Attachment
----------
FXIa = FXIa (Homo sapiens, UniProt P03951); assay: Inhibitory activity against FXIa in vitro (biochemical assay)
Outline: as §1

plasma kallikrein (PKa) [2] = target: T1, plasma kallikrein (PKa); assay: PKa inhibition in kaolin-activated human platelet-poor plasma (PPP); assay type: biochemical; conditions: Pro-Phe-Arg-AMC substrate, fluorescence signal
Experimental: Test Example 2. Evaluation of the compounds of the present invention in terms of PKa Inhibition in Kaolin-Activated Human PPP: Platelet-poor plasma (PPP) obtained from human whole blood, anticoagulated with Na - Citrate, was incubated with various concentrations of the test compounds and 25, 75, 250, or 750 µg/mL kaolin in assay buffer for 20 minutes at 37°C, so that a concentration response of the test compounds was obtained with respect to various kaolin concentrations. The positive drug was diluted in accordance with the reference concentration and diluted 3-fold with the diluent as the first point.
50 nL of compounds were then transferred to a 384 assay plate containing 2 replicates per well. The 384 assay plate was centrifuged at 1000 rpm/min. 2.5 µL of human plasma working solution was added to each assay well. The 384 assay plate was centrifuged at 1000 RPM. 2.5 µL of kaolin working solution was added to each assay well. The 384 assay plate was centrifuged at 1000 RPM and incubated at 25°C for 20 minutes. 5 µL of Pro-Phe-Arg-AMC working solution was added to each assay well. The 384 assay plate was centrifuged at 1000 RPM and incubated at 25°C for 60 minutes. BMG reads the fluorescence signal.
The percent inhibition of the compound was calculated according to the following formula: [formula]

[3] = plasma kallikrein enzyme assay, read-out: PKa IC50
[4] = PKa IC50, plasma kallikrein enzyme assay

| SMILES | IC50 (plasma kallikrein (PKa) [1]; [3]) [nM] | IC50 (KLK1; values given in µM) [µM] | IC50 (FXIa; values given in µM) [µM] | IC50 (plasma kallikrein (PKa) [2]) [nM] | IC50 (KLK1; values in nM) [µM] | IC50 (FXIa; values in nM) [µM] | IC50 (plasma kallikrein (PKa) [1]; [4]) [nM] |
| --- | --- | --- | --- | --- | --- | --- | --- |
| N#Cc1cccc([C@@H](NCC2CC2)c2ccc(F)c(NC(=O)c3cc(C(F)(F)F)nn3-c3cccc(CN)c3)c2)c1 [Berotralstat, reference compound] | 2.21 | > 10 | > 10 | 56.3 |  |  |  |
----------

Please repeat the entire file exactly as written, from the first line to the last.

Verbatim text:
FXIa = FXIa (Homo sapiens, UniProt P03951); assay: Inhibitory activity against FXIa in vitro (biochemical assay)
Outline: as §1

plasma kallikrein (PKa) [2] = target: T1, plasma kallikrein (PKa); assay: PKa inhibition in kaolin-activated human platelet-poor plasma (PPP); assay type: biochemical; conditions: Pro-Phe-Arg-AMC substrate, fluorescence signal
Experimental: Test Example 2. Evaluation of the compounds of the present invention in terms of PKa Inhibition in Kaolin-Activated Human PPP: Platelet-poor plasma (PPP) obtained from human whole blood, anticoagulated with Na - Citrate, was incubated with various concentrations of the test compounds and 25, 75, 250, or 750 µg/mL kaolin in assay buffer for 20 minutes at 37°C, so that a concentration response of the test compounds was obtained with respect to various kaolin concentrations. The positive drug was diluted in accordance with the reference concentration and diluted 3-fold with the diluent as the first point.
50 nL of compounds were then transferred to a 384 assay plate containing 2 replicates per well. The 384 assay plate was centrifuged at 1000 rpm/min. 2.5 µL of human plasma working solution was added to each assay well. The 384 assay plate was centrifuged at 1000 RPM. 2.5 µL of kaolin working solution was added to each assay well. The 384 assay plate was centrifuged at 1000 RPM and incubated at 25°C for 20 minutes. 5 µL of Pro-Phe-Arg-AMC working solution was added to each assay well. The 384 assay plate was centrifuged at 1000 RPM and incubated at 25°C for 60 minutes. BMG reads the fluorescence signal.
The percent inhibition of the compound was calculated according to the following formula: [formula]

[3] = plasma kallikrein enzyme assay, read-out: PKa IC50
[4] = PKa IC50, plasma kallikrein enzyme assay

| SMILES | IC50 (plasma kallikrein (PKa) [1]; [3]) [nM] | IC50 (KLK1; values given in µM) [µM] | IC50 (FXIa; values given in µM) [µM] | IC50 (plasma kallikrein (PKa) [2]) [nM] | IC50 (KLK1; values in nM) [µM] | IC50 (FXIa; values in nM) [µM] | IC50 (plasma kallikrein (PKa) [1]; [4]) [nM] |
| --- | --- | --- | --- | --- | --- | --- | --- |
| N#Cc1cccc([C@@H](NCC2CC2)c2ccc(F)c(NC(=O)c3cc(C(F)(F)F)nn3-c3cccc(CN)c3)c2)c1 [Berotralstat, reference compound] | 2.21 | > 10 | > 10 | 56.3 |  |  |  |